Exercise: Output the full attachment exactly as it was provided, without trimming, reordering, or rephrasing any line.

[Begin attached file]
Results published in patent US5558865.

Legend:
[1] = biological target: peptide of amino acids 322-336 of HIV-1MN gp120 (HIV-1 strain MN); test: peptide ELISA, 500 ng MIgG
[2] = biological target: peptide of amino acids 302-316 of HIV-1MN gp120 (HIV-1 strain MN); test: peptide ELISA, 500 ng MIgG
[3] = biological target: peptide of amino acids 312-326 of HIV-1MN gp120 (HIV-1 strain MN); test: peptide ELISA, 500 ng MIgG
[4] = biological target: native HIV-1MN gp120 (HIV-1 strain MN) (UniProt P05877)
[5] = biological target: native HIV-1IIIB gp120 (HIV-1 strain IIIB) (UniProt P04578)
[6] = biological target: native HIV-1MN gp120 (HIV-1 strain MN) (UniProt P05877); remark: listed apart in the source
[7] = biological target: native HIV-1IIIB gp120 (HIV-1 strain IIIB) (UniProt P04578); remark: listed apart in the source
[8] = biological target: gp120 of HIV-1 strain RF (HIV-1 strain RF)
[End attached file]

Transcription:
Results published in patent US5558865.

Legend:
[1] = biological target: peptide of amino acids 322-336 of HIV-1MN gp120 (HIV-1 strain MN); test: peptide ELISA, 500 ng MIgG
[2] = biological target: peptide of amino acids 302-316 of HIV-1MN gp120 (HIV-1 strain MN); test: peptide ELISA, 500 ng MIgG
[3] = biological target: peptide of amino acids 312-326 of HIV-1MN gp120 (HIV-1 strain MN); test: peptide ELISA, 500 ng MIgG
[4] = biological target: native HIV-1MN gp120 (HIV-1 strain MN) (UniProt P05877)
[5] = biological target: native HIV-1IIIB gp120 (HIV-1 strain IIIB) (UniProt P04578)
[6] = biological target: native HIV-1MN gp120 (HIV-1 strain MN) (UniProt P05877); remark: listed apart in the source
[7] = biological target: native HIV-1IIIB gp120 (HIV-1 strain IIIB) (UniProt P04578); remark: listed apart in the source
[8] = biological target: gp120 of HIV-1 strain RF (HIV-1 strain RF)